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OPSEC Critical Information


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Protect Critical Information: Know what to protect and how to protect it.

Published in: Government & Nonprofit
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OPSEC Critical Information

  1. 1. Connect online. Stay informed by liking: Critical Information Service members, government employees and family members should always be mindful about the information they share. Even though this information may not be secret, a lot of it is considered "critical information", which is information dealing with specific facts about military capabilities, activities, limitations, and intentions (CALI). If an adversary knew this detailed information, our mission and personnel safety could be jeopardized. Examples of critical information include: • Detailed information about the mission of assigned units • Details on locations and times of unit deployments • Personnel transactions that occur in large numbers (Example: pay information, powers of attorney, wills and deployment information) • References to trends in unit morale or personnel problems • Details concerning security procedures This information may seem insignificant. However, to a trained adversary, they are small pieces of a puzzle that highlight what a military unit is doing and planning.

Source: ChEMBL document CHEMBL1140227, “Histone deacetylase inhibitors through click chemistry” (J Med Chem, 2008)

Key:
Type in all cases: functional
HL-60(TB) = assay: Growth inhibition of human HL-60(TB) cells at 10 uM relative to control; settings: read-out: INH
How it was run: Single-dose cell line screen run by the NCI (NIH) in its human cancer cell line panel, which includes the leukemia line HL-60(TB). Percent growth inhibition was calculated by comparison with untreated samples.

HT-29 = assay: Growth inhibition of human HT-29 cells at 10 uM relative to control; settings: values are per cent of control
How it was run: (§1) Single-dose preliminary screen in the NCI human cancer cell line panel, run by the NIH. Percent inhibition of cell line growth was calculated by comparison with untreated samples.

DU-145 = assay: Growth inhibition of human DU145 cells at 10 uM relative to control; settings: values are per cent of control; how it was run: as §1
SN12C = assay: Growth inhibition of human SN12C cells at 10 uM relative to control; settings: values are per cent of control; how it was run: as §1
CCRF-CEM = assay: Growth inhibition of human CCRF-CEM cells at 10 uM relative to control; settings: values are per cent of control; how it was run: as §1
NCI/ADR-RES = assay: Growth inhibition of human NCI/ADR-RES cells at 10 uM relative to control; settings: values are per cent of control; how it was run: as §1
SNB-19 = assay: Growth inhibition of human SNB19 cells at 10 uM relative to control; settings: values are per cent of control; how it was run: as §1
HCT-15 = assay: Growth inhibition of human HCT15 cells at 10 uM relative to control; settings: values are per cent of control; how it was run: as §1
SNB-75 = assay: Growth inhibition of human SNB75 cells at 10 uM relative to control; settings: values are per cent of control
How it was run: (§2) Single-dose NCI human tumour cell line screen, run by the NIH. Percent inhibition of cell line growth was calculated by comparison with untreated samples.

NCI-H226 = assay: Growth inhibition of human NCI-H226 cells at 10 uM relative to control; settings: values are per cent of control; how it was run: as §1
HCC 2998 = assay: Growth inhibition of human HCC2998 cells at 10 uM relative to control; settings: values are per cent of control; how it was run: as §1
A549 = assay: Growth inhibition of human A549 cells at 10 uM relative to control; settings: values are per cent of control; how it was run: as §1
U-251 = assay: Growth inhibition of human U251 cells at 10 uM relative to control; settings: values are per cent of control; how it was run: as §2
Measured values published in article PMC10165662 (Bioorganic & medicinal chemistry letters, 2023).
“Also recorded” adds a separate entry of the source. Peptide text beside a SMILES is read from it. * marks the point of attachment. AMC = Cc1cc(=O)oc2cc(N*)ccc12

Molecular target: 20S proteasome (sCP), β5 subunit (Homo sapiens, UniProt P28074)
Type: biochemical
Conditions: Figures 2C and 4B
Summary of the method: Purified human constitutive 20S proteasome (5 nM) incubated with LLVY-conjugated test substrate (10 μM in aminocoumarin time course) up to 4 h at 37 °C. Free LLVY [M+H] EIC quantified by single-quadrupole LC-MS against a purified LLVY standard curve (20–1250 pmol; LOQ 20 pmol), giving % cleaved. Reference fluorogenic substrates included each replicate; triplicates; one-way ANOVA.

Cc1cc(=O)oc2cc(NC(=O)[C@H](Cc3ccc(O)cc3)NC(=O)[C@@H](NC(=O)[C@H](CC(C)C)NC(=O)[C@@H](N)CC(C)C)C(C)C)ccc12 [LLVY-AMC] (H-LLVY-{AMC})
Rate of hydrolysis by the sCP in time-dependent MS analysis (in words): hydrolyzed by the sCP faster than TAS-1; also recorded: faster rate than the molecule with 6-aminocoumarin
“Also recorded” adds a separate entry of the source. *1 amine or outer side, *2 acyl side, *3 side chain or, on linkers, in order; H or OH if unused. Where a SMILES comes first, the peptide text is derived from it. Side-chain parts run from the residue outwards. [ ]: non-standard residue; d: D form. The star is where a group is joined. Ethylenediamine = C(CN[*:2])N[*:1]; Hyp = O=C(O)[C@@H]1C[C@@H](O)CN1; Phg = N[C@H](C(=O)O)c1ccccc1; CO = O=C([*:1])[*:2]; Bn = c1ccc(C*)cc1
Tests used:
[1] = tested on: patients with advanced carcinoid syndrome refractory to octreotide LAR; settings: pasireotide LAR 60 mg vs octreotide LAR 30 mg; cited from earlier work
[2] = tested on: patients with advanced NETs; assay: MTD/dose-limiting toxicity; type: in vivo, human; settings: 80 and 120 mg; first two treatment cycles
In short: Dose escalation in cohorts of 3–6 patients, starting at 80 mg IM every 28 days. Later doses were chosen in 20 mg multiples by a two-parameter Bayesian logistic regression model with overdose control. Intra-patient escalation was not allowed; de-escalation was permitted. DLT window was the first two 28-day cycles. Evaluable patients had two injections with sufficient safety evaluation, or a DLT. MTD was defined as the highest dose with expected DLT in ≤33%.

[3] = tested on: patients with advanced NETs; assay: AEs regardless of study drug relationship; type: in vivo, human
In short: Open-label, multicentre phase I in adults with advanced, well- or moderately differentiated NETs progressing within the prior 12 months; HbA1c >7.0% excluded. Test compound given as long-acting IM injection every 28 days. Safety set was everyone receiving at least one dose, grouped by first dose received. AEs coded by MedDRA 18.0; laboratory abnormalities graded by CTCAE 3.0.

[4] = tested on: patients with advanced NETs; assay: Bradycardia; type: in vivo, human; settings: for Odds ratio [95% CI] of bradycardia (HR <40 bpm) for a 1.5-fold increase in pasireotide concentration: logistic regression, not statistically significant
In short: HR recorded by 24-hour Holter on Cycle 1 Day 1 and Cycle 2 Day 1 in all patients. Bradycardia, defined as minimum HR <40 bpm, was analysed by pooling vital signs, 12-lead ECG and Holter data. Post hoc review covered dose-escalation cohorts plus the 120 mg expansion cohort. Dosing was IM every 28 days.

2. 2. Connect online. Stay informed by liking: Protecting Critical Information When it comes to protecting critical information, there are several things individuals can do. They include editing emails for operations security before sending them, using encryption emails to protect sensitive information and shredding and using burn bags to destroy notes and documents with Social Security numbers, personal records, home addresses and reports that reflect our strengths, assets and future operations. Where and how you discuss critical information is just as important as with whom you discuss it with. Adverse agents tasked with collecting information frequently visit some of the same stores, clubs, recreational areas or places of worship as you do. Determined individuals can easily collect data from trash cans, cordless and cellular phones, and even baby monitors, using inexpensive receivers available from local electronics stores.